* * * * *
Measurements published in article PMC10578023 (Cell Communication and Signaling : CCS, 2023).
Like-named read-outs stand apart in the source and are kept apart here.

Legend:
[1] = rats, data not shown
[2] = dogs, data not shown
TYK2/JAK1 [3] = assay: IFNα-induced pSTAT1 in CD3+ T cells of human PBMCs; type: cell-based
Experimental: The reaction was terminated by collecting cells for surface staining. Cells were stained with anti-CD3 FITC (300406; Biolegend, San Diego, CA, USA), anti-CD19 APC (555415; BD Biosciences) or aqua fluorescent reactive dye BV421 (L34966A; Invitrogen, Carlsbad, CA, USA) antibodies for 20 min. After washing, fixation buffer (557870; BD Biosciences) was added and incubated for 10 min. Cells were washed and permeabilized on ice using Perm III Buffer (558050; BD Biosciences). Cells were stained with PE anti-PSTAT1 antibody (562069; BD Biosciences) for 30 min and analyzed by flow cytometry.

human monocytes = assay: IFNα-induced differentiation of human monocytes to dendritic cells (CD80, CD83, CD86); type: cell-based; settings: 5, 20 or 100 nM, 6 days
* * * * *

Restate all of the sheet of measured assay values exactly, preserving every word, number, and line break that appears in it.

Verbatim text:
Measurements published in article PMC10578023 (Cell Communication and Signaling : CCS, 2023).
Like-named read-outs stand apart in the source and are kept apart here.

Legend:
[1] = rats, data not shown
[2] = dogs, data not shown
TYK2/JAK1 [3] = assay: IFNα-induced pSTAT1 in CD3+ T cells of human PBMCs; type: cell-based
Experimental: The reaction was terminated by collecting cells for surface staining. Cells were stained with anti-CD3 FITC (300406; Biolegend, San Diego, CA, USA), anti-CD19 APC (555415; BD Biosciences) or aqua fluorescent reactive dye BV421 (L34966A; Invitrogen, Carlsbad, CA, USA) antibodies for 20 min. After washing, fixation buffer (557870; BD Biosciences) was added and incubated for 10 min. Cells were washed and permeabilized on ice using Perm III Buffer (558050; BD Biosciences). Cells were stained with PE anti-PSTAT1 antibody (562069; BD Biosciences) for 30 min and analyzed by flow cytometry.

human monocytes = assay: IFNα-induced differentiation of human monocytes to dendritic cells (CD80, CD83, CD86); type: cell-based; settings: 5, 20 or 100 nM, 6 days